Does My Small Business Need a Tier 1 or Tier 2 Data Center?
Are you considering taking your company’s data offsite and looking at potential colocation sites?
You are probably going to encounter a lot of talk about Data Center tiers and what tier a given site or provider may be. The Uptime Institute’s Tier system is the industry’s most universally trusted and accepted way to measure a data center’s ability to store and handle data.
The higher the tier, the better the uptime and protection you can expect. The cost will also escalate with each tier as well.
At a glance, this is how it breaks down:
- Tier 1: About 99.671% uptime rate, with roughly 28.8 hours of downtime each year
- Tier 2: About 99.741% uptime rate, with roughly 22 hours of downtime each year
- Tier 3: About 99.982% uptime rate, with roughly 2 hours of downtime each year
- Tier 4: About 99.995% uptime rate, with 26.3 minutes of downtime each year
What Tier of Data Center Does My Business Need?
For example, a 1-hour outage for Amazon was valued at an estimated $100 million. However, it’s not going to cost you that much.
Most small-to-medium sized businesses will use a Tier 1 or Tier 2 data center. A Tier 2 business would be one that doesn’t have large or complex storage needs, and a bit of downtime will not bring their business to a screeching halt.
A Tier 2 business would need a bit more from their data center. A Tier 2 center has basically the same baseline requirements as a Tier 1. However,Tier 2 offers redundant power and cooling capacity components to give you more protection.
These Tier 2 facilities have some protection in place to prevent outages, and basic maintenance can be done without interrupting the main power supply. You may consider this if you have an e-commerce part on your website, but a little bit of downtime will not really hurt you.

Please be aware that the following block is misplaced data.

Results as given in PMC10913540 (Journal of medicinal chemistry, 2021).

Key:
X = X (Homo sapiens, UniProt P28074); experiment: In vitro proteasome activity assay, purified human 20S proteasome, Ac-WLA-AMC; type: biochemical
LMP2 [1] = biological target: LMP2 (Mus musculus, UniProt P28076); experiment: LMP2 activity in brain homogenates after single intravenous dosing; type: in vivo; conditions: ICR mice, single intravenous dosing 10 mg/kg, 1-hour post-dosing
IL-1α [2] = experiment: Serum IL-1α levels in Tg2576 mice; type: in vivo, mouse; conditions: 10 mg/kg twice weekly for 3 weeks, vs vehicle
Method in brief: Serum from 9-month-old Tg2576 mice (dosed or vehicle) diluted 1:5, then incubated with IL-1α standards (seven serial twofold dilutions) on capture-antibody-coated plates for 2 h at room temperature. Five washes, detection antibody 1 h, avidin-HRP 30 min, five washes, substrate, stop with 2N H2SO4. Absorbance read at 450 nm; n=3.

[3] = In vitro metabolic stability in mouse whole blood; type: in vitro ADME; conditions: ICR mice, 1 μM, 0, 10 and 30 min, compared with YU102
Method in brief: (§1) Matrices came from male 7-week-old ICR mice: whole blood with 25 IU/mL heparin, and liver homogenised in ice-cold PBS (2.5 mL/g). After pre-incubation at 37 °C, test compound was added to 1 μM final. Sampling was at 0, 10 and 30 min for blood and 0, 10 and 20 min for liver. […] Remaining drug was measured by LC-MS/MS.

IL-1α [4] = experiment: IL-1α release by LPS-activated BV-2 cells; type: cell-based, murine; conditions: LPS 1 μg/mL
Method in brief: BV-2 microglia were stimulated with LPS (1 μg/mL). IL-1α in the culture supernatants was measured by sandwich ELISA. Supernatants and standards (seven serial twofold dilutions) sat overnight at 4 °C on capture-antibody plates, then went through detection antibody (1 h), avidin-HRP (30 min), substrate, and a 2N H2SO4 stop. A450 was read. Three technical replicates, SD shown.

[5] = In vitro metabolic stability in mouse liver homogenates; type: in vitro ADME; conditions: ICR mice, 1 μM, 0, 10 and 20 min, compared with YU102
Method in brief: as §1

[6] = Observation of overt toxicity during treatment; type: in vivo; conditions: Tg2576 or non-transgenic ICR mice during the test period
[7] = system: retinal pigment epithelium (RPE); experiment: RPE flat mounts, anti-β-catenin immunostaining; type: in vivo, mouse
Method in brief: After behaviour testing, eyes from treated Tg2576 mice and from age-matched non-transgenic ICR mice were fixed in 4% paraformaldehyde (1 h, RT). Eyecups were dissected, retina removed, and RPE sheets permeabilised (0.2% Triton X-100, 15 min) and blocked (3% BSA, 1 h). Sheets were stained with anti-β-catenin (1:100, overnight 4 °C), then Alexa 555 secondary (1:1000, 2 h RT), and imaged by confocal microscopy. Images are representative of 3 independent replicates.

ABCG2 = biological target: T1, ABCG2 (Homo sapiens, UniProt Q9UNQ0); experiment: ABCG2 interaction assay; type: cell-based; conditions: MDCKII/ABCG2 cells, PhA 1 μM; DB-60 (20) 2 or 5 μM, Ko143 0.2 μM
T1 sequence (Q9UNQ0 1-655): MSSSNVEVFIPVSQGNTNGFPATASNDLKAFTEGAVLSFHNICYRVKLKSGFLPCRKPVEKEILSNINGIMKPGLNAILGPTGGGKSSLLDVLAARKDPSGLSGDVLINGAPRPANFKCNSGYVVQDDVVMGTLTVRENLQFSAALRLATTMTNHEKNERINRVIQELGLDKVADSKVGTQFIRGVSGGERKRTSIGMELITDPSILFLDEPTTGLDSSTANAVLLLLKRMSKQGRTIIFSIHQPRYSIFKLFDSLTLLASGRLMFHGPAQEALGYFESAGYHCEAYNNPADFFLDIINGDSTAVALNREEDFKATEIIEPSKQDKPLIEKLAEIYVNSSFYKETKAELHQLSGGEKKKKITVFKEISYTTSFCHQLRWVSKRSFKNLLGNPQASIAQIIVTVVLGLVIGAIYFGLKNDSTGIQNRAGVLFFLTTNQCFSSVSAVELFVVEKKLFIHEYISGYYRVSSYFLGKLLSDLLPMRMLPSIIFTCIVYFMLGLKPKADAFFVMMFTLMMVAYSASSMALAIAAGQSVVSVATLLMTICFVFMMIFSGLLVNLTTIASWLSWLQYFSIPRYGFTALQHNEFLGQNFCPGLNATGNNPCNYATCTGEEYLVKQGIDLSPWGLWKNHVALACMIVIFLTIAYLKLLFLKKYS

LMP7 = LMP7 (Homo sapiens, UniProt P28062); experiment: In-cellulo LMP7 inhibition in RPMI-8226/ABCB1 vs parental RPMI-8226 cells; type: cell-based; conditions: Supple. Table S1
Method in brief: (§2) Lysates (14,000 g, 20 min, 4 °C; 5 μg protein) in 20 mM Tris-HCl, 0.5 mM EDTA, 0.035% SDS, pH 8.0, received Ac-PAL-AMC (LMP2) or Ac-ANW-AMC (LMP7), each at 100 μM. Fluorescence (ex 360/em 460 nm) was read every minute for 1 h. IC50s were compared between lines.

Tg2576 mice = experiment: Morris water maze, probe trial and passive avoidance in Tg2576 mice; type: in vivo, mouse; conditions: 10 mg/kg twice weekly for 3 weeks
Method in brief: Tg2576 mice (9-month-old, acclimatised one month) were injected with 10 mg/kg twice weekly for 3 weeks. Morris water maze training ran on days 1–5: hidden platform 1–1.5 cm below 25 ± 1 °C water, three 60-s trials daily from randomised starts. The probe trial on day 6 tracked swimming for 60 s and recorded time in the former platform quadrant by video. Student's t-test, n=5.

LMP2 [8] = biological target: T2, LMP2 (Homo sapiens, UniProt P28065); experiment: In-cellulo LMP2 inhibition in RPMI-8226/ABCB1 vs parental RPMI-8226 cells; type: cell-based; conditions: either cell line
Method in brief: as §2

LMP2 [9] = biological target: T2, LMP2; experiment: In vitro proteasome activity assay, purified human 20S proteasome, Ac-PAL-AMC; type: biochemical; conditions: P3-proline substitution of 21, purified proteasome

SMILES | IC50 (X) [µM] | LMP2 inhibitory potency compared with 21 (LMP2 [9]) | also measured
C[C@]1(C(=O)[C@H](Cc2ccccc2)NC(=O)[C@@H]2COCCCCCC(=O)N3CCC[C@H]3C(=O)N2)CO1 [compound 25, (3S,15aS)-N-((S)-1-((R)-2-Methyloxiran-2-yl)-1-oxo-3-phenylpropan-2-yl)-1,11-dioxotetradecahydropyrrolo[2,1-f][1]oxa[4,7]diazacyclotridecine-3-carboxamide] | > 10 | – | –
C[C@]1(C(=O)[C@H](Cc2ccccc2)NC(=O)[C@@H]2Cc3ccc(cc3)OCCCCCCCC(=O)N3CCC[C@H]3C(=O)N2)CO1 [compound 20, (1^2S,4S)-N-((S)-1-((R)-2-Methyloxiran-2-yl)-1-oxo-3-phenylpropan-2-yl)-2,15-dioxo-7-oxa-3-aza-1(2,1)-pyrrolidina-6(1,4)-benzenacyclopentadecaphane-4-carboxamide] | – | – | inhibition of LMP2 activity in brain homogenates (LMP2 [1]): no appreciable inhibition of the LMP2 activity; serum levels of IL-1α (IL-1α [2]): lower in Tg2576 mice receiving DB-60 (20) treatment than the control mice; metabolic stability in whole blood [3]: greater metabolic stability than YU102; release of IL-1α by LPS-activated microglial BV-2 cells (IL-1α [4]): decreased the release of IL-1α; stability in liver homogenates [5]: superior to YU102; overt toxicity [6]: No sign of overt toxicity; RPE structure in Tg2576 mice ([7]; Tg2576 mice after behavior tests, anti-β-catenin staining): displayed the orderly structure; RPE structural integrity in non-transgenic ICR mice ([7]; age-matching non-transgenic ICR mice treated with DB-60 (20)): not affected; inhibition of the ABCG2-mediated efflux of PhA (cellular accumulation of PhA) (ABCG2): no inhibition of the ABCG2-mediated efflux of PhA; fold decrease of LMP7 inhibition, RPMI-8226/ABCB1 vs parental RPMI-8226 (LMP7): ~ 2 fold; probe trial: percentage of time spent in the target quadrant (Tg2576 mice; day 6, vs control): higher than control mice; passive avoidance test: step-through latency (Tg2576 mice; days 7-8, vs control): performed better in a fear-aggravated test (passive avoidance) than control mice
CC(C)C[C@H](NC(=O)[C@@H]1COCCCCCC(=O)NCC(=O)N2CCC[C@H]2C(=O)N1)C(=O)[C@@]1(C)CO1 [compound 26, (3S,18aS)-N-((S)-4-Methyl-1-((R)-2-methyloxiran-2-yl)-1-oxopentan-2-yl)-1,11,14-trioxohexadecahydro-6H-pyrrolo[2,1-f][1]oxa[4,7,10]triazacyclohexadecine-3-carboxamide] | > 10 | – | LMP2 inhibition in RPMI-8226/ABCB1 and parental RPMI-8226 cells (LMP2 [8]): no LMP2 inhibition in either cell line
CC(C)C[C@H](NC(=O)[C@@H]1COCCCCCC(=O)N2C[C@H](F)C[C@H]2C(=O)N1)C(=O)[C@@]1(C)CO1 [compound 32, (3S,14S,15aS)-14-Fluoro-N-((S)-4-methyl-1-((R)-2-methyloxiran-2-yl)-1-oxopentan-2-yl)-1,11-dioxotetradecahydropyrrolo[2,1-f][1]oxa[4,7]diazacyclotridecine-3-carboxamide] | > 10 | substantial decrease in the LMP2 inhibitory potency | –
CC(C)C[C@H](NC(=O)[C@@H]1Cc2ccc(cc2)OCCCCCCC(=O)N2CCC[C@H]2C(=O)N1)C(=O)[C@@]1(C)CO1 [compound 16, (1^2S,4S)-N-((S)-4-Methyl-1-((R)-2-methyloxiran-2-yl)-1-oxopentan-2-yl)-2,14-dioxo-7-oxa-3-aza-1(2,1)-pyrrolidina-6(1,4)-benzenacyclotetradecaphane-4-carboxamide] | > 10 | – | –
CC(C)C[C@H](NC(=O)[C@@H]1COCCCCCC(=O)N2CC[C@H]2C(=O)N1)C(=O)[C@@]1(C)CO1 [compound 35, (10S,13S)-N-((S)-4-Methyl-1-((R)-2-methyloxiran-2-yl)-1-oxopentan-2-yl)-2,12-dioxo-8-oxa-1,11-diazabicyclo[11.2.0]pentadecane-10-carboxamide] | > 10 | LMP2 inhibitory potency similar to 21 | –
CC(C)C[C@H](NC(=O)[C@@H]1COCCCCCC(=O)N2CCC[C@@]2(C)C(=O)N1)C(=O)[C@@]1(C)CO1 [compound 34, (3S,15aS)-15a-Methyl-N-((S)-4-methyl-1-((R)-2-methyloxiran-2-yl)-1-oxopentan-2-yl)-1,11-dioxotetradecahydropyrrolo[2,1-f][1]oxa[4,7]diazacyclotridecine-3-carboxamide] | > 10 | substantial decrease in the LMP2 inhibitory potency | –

When Would I Go Higher Than Tier 3?
The jump from Tier 2 to 3 requires a sizable investment, so you want to ensure you’re not overspending or overprotecting.
A Tier 3 business would likely have multiple locations in multiple time zones (or even different countries), with a high volume of data that needs to be more protected and more accessible.
These centers are the most popular choice because they are concurrently maintainable. A part such as a generator or a UPS can go offline for maintenance purposes, without affecting the connected power load of the server racks in the data center.
At the same time, they also offer more redundancy with dual-powered distribution paths for power sources and cooling. This means that one path takes over for the other temporarily if failure is detected.
We hope you’ve found this helpful in mapping out what your business may need. If you do decide to go as high as Tier 3, beware centers that promise “Tier 3 Equivalent” facilities, even if they’re less expensive. This means they have not invested in certification and this could be a red flag that they may be cutting corners.